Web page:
Cinnamon may help reduce the damaging effects that a high-fat diet can cause, according to new research. The American Heart Association (AHA) released findings this month that indicate the popular spice can help lessen the risk of heart disease or cardiovascular damage, which are often linked to eating a high-fat diet.

Cinnamon can activate the body’s antioxidant and anti-inflammatory systems, and it slows the fat-storing process, according to researchers who fed rats cinnamon supplements for 12 weeks along with a high-fat diet. At the end of the 12 weeks, the rats weighed less and had less belly fat, as well as healthier levels of sugar, insulin and fat in their blood. Rats fed cinnamon also had fewer molecules involved in the body’s fat-storing process and more antioxidant and anti-inflammatory molecules that protect the body from the damage of stress.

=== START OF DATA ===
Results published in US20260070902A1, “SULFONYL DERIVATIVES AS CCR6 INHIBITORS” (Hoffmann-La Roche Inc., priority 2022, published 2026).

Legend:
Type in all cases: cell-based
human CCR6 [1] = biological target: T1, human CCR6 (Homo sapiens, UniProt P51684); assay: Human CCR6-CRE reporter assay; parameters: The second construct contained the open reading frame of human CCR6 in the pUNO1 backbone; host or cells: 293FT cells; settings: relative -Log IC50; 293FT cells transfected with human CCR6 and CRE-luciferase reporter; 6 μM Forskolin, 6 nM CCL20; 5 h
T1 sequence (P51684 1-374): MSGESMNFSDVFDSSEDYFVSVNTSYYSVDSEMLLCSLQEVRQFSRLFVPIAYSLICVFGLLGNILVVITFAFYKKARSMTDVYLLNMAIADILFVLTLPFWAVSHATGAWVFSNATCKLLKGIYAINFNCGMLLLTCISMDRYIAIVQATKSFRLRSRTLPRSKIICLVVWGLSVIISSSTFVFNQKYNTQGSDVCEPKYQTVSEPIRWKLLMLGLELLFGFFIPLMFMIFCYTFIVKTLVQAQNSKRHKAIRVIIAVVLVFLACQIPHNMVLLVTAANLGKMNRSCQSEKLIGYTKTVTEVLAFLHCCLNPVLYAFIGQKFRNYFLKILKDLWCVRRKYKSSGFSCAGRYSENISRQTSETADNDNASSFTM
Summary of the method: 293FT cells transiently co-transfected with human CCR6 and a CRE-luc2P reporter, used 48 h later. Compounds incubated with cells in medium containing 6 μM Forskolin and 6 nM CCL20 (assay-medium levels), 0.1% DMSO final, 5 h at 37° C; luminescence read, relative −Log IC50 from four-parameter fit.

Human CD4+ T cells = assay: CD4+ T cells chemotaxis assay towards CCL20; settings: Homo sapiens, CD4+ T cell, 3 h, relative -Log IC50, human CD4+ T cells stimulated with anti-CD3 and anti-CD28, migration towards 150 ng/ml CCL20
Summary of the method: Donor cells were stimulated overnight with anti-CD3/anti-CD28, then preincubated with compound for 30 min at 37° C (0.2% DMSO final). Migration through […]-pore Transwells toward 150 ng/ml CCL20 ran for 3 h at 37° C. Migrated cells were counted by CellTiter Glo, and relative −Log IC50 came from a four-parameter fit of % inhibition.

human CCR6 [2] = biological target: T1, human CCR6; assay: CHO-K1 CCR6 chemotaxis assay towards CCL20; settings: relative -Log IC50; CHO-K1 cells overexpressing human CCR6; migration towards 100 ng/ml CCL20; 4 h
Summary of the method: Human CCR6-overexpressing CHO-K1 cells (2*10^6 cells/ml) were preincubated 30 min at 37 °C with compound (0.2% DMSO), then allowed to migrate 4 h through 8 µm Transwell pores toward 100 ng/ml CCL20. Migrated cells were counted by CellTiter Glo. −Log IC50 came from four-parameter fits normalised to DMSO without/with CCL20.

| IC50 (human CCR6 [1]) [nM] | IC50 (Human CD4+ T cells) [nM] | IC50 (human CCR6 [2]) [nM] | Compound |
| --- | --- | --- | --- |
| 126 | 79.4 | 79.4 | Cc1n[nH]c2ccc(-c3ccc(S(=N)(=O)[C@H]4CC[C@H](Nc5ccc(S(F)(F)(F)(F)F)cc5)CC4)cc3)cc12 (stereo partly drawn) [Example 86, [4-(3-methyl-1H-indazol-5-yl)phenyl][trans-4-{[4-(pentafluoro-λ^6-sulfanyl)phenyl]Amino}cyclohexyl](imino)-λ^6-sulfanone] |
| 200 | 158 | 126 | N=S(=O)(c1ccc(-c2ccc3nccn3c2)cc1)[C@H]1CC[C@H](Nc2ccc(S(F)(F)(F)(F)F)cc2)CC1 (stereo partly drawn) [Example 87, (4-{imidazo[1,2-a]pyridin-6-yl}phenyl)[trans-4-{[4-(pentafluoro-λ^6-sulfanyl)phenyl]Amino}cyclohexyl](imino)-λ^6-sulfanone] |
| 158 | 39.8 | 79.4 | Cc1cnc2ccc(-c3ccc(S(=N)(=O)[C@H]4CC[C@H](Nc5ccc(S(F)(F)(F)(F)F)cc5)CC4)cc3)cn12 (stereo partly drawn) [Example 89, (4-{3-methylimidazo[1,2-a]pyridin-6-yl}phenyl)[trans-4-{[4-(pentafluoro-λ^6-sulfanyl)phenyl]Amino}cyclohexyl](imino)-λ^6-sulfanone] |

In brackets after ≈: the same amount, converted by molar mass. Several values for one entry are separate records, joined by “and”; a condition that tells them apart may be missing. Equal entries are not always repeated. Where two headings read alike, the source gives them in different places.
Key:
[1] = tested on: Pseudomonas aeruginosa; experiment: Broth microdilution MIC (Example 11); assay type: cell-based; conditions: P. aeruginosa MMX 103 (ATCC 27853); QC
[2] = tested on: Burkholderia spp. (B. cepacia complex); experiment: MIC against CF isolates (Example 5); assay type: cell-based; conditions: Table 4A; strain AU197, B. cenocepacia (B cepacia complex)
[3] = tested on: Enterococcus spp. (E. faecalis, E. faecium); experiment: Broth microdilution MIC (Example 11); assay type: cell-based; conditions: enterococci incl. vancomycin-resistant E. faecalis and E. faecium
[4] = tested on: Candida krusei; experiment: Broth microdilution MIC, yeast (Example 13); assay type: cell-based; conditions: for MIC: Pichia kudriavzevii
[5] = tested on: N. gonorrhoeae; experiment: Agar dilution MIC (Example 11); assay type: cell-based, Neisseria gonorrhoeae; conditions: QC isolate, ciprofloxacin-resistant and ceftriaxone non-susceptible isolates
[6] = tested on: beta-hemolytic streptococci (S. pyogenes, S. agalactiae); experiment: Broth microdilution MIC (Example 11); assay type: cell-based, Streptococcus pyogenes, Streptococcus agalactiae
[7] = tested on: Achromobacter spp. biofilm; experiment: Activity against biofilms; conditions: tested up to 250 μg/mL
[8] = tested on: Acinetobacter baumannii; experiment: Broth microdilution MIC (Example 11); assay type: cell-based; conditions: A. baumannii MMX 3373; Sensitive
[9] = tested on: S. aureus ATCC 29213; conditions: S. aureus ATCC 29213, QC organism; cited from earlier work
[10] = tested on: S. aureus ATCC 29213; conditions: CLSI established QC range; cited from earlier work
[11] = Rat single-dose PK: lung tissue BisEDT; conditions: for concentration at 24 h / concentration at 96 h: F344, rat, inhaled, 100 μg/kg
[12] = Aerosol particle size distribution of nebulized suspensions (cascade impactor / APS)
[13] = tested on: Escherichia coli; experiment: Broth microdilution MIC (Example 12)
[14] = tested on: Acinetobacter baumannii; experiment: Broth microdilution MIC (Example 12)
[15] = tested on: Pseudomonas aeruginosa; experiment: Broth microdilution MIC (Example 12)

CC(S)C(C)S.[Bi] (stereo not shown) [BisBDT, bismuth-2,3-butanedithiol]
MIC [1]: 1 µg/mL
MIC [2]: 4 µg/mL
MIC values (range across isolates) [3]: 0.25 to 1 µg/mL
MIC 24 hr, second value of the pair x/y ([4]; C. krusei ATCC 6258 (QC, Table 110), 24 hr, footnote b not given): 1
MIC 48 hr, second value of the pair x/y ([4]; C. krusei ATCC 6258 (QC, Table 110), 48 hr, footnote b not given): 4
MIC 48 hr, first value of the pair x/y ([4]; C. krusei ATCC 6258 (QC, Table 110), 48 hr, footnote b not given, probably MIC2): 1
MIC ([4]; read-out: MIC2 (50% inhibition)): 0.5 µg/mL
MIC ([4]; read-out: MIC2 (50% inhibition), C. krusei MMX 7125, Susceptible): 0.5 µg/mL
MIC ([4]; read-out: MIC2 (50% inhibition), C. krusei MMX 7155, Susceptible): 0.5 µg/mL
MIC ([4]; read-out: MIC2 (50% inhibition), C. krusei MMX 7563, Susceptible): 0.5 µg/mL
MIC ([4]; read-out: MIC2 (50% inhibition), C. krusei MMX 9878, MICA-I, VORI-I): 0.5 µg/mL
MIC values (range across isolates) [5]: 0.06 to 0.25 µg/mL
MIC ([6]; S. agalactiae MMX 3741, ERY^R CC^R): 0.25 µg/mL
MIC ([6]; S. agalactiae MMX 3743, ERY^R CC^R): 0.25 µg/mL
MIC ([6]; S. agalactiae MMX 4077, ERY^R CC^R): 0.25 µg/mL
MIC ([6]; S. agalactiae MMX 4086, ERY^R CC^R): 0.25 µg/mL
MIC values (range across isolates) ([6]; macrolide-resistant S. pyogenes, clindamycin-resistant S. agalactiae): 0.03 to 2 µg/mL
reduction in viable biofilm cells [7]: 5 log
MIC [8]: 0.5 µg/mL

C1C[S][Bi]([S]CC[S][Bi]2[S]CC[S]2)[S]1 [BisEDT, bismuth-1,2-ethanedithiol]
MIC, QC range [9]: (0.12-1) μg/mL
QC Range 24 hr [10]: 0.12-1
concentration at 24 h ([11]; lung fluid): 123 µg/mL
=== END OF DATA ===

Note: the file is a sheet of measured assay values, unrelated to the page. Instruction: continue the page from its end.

Previous studies, including one from the U.S. Department of Agriculture, indicate that antioxidant-rich cinnamon also can help reduce risk factors associated with diabetes. Cinnamon can prevent tissue damage and inflammation caused by high blood sugar.

Another study from Wheeling Jesuit University suggests consuming cinnamon can also boost brain function and healing.